Grant Aims:

The overall goal is to help smallholder farmers transition toward agroecological farming practices, particularly the adoption of EP&D management at landscape scale in northern Tanzania and central Malawi. This will entail botanical pesticide research on FRN priorities and knowledge gaps, evaluation of smallholder farming landscapes for existing ecosystem service provision for natural pest regulation, and development of methods of landscape manipulation that facilitate EP&D practices.   

Correspondingly, the project aims to address the questions:

  • Can increased perceived value of multifunctional botanicals lead to broader adoption of ecological pest and disease practices?
    • Can natural synergists improve the efficacy of pesticidal plant species extracts? 
    • Can uptake of botanical extracts by smallholder farmers be increased by evidence of multiple benefits for multiple crops?
    • Can FRNs develop sustainable agroecological business through developing botanically based services and products?
  • How do existing smallholder farming landscapes functionally support ecosystem services for EP&D management? 
    • Does local tree diversity and abundance in smallholder farming landscapes increase natural pest regulation?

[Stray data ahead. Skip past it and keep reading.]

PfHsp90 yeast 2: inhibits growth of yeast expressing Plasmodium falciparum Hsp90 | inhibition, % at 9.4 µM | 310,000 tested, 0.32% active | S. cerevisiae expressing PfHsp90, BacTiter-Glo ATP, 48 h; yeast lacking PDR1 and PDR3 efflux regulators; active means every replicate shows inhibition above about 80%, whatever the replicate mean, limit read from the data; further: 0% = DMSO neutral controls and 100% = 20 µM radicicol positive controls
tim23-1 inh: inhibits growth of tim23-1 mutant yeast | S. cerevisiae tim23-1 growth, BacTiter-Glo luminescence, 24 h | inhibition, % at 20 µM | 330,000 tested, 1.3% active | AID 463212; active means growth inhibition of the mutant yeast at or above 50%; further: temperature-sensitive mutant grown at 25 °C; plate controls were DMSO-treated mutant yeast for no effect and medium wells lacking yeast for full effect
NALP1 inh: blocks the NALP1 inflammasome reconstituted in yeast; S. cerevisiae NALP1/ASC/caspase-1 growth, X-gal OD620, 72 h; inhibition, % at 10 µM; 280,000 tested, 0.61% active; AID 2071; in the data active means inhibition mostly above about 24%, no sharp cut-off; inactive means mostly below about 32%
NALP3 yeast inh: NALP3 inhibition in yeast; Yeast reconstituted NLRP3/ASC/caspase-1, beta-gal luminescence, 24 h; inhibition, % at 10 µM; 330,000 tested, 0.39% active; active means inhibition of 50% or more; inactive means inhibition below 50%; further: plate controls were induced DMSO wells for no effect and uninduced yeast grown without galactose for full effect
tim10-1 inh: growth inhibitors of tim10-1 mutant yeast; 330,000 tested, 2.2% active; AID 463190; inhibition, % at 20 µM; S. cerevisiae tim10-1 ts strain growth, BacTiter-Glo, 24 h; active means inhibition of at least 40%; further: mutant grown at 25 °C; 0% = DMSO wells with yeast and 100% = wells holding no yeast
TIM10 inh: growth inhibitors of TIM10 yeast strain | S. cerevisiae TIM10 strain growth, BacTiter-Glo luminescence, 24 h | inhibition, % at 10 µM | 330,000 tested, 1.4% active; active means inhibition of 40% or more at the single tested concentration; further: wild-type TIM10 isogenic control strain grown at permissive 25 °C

• How do existing tree species in smallholder farming landscapes affect soil and arthropod diversity in cropping areas?
    • What important socioeconomic drivers influence current tree/perennial presence in smallholder farming systems?
  • Will farmer demonstration of landscape manipulation to non-crop habitats lead to increased smallholder farmer uptake of agroecological EP&D practices?
    • Can crop field margins be optimized to increase natural pest regulation for FRN-identified priority crops through farmer management of margin plant diversity using multipurpose plants?
    • Can intercropping trees, other perennials, or annuals increase natural pest regulation and crop yields in cost-beneficial ways for smallholder farmers?

Outputs and Outcomes:


  • Increased FRN capacity to manage pest and disease problems through botanicals and conservation biological control practices
  • At least six postgraduate students trained through project activities
  • New innovations that help optimize use of crude botanical extracts for pest and disease control by smallholder farmers
  • Analysis of constraints and opportunities for landscape management to improve natural pest regulation
  • At least six high quality research publications in international peer-reviewed open access journals
  • Training materials for farmers and extension officers on farmer-validated conservation biological control practices that enhance crop yields in cost-beneficial ways


  • Reduced use of synthetic pesticides among FRN members; more food and food diversity produced by smallholder farmers using EP&D practices
  • Increased knowledge and scientific research capacity in the east/southern Africa region on EP&D and agroecological farming